Malede v. DC Jail, et al

District of Columbia, dcd-1:2001-cv-00298

MEMORANDUM OPINION. Signed by Magistrate Judge John M. Facciola on 09/22/08.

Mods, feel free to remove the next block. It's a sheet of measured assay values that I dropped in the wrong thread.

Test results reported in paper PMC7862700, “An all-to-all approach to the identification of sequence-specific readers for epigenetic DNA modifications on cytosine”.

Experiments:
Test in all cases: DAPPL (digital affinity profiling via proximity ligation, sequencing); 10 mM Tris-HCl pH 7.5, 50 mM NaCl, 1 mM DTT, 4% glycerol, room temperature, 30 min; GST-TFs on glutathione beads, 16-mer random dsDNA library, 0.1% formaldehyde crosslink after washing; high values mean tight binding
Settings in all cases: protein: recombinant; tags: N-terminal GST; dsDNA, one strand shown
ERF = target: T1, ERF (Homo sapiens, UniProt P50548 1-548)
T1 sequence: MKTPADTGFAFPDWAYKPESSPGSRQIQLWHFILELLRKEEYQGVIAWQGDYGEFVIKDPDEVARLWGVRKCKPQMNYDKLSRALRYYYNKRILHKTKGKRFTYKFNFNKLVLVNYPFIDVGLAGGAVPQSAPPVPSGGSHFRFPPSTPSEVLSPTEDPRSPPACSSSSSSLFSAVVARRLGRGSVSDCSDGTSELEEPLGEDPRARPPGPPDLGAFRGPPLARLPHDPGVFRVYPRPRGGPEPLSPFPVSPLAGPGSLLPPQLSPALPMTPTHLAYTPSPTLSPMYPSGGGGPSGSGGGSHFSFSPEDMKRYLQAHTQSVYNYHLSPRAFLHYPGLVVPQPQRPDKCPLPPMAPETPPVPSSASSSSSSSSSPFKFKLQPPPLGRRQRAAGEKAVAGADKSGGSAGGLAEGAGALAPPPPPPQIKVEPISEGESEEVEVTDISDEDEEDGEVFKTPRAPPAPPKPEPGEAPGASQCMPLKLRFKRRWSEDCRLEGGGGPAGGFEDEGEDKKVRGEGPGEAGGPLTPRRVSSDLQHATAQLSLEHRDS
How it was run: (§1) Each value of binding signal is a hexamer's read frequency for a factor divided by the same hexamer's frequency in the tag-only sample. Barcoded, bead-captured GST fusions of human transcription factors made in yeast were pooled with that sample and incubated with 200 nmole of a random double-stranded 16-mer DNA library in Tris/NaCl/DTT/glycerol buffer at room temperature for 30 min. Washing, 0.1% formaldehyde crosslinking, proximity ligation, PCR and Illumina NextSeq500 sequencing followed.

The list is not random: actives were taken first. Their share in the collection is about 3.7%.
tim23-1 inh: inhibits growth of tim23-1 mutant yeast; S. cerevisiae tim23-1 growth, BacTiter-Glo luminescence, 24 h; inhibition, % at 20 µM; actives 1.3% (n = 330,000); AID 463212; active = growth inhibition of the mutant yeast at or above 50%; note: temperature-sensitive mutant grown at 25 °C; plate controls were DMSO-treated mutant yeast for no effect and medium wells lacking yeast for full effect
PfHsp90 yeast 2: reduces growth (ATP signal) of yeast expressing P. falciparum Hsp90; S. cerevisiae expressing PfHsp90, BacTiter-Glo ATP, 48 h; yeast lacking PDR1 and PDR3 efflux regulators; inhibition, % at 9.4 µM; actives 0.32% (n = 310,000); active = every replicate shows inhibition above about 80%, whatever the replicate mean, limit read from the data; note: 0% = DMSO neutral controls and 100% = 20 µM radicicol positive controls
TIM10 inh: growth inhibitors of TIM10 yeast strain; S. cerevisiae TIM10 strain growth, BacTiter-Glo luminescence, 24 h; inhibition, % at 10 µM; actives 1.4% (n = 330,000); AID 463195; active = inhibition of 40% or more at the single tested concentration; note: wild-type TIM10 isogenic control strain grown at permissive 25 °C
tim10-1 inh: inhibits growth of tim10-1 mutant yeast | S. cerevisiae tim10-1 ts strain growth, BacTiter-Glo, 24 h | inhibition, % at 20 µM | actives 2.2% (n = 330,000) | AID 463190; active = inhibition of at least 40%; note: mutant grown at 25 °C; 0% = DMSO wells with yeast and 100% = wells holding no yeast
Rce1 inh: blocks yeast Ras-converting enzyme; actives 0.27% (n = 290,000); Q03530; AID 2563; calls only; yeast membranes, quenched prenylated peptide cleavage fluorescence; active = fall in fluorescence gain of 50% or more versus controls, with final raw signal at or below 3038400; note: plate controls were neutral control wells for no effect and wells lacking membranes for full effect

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: FILED UNITED STATES DISTRICT COURT FOR THE SEP 23 2008 DISTRICT OF COLUMBIA NANCY MAYER WHITTINGTON, OLIK U.S. DISTRICT COUPE NEGASH MALEDE, Plaintiff, Civil Action No. 01-0298 (RWR)/(JMF) D.C. JAIL FACILITY, et al., Defendants. MEMORANDUM OPINION Now pending before this Court is plaintiff's Praecipe stating in detail the attorney fees and costs being sought in connection with its Motion to Compel and for Sanctions [#158] against defendant, District of Columbia. The present issue is a determination of the amount of reimbursement due. 1. Background. On August 9, 2007, plaintiff and defendant submitted a Joint Status Report that included a mutually proposed schedule governing additional discovery. According to the schedule, defendant would submit to a 30(b)(6) deposition on or before October 19, 2007. Upon review of that Joint Status Report, the Court issued an Order dated August 28, 2007, which extended the deadline for discovery to October 19, 2007. On September 7, 2007, plaintiff issued á Notice of Deposition to defendant. Plaintiff scheduled the deposition for October 11, 2007. On October 9, 2007, defendant's counsel e-mailed plaintiff's counsel. The e-mail stated that the October 11, 2007 deposition would need to be rescheduled for the week of October 15-19. Plaintiff's counsel issued a second Notice of Deposition for October 18, 2007. On October 17, 2007, defendant's counsel informed plaintiff's counsel that the District would not appear at the scheduled deposition. The next day, plaintiff's counsel filed its Motion to Compel and for Sanctions against defendant. This Court granted the Motion for Sanctions and ordered plaintiff to file "a praecipe no later than 1/18/2008 stating in detail the attorney fees and costs it seeks." The Court permitted the defendants to file an opposition, limited to the reasonableness of the fees and costs. Minute Order of January 4, 2008. Plaintiff seeks $7,906 in attorney fees and the costs, not yet specified, of a court reporter for the 30(b)(6) deposition at issue, including any costs billed to plaintiff for the depositions that were cancelled, and one copy of the transcript of the deposition that was ultimately taken. The defendants will pay whatever this amount is upon the court reporter's presentation of an invoice specifying the charges to the defendants. II. Analysis. Attorney's fees. In calculating plaintiff's fee award, the Court must determine: (1) the reasonableness of the hourly rate charged; and (2) the reasonableness of the hours expended on the litigation. Covington v. District of Columbia, 57 F.3d 1101, 1107 (D.C. Cir. 1995). 1. The reasonableness of the hourly rate charged. In this Circuit, "an attorney's usual billing rate is presumptively the reasonable rate, provided that this rate is 'in line with those prevailing in the community for similar services by lawyers of reasonably comparable skill, experience and reputation." Kattan ex rel. Kattan v. District of Columbia, 995 F.2d 274, 278 (D.C. Cir. 1993) (quoting Blum v. Stenson, 465 U.S. 886, 895 n.11 (1984)). Pro bono counsel is entitled to be compensated at market rates. Blum, 465 U.S. at 895. Plaintiff's counsel has been providing his services in this matter pro bono. Plaintiff seeks reimbursement for work completed at a rate of $295/hr. Plaintiff's counsel claims that $295/hr is the lowest discount hourly rate charged to non pro-bono clients for his work during the year 2007. Defendant does not argue with the hourly rate claimed by plaintiff and as this rate is reasonable, the court will order reimbursement at a rate of $295/hr. 2. The reasonableness of the hours expended on the litigation. To determine the reasonableness of the number of hours expended on the litigation, the fee petitioner must submit evidence to the court that supports the hours worked. Hensley v. Eckerhart, 461 U.S. 424, 433 (1983). However, the fee petitioner does not need to present (1) the exact number of minutes spent on the litigation, (2) the precise activity to which each hour was devoted, or (3) the specific attainments of each attorney. Nat'l Ass'n of Concerned Veterans v. Sec'y of Def., 675 F.2d 1319, 1327 (D.C. Cir. 1982) (quoting Copeland v. Marshall, 641 F.2d 880, 891 (D.C. Cir. 1980) (en banc)). However, "the application must be sufficiently detailed to permit the District Court to make an independent determination whether or not the hours claimed are justified." Concerned Veterans, 675 F.2d at 1327. Plaintiff requests reimbursement of the total 26.8 hours that his counsel expended preparing for the deposition and preparing the Motion to Compel and for Sanctions. See Praecipe at 2-3. Plaintiff's counsel claims to have spent 11.6 hours preparing for the 30(b)(6) deposition and 15.2 hours preparing the Motion. Id. Although defendant does not dispute that plaintiff's counsel reasonably expended 15.2 hours preparing the Motion, -- 3 defendant argues that fees for the deposition preparation are not proper because the deposition was scheduled to go forward on February 19 and 20, 2008. Defendants' Opposition to Plaintiff's Praecipe Regarding Attorneys' Fees and Costs at 1. Defendant contends that "there was no additional burden placed on plaintiff's counsel for preparing for the depositions as plaintiff's counsel had to prepare for the deposition regardless of when it is held." Id. Consequently, defendant requests that the Court deduct the cost of plaintiff's counsel's preparation for the Rule 30(b)(6) deposition from the total fees that were requested by plaintiff. Id. at 1-2. In Myrdal v. District of Columbia, Chief Judge Lamberth awarded attorneys' fees and costs in preparing for and taking a Rule 30(b)(6) deposition because the producing party failed to properly designate a witness that could speak on its behalf and produced a witness who lacked the sufficient knowledge required. Myrdal v. District of Columbia, 248 F.R.D. 315, 318 (D.D.C. 2008) (holding that a witness at a 30(b)(6) deposition, who was unable to answer questions on 19 out of 20 topics included in the plaintiff's notice and even stated that he could not speak on the defendant's behalf, lacked the sufficient knowledge required from such deponents). In the present case, defendant's actions are at least as egregious as that described in Myrdal given that defendant never even named or produced a Rule 30(b)(6) witness. See Exhibit H to Motion to Compel and for Sanctions. Moreover, defendant's argument that plaintiff's counsel carries no additional burden by preparing for the scheduled October 2007 deposition, since counsel needed to prepare for the deposition at some point in time, is unpersuasive. Even though plaintiff's counsel - - -- prepared in October 2007 for the Rule 30(b)(6) deposition, the nature of a deposition requires counsel to prepare again for a deposition scheduled to take place four months ** - - - later. Accordingly, the Court will order reimbursement of plaintiff's requested 26.8 hours. III. Conclusion. For the reasons stated above, the defendant is directed to pay $7,906.00 in attorneys fees, the actual cost of the services of the court reporter for the 30(b)(6) deposition at issue, and the cost of one transcript. A Judgment accompanies this Memorandum Opinion. bem facile Date: September 22, 2008 /s/ TOHN M. FACCIOLA UNITED STATES MAGISTRATE JUDGE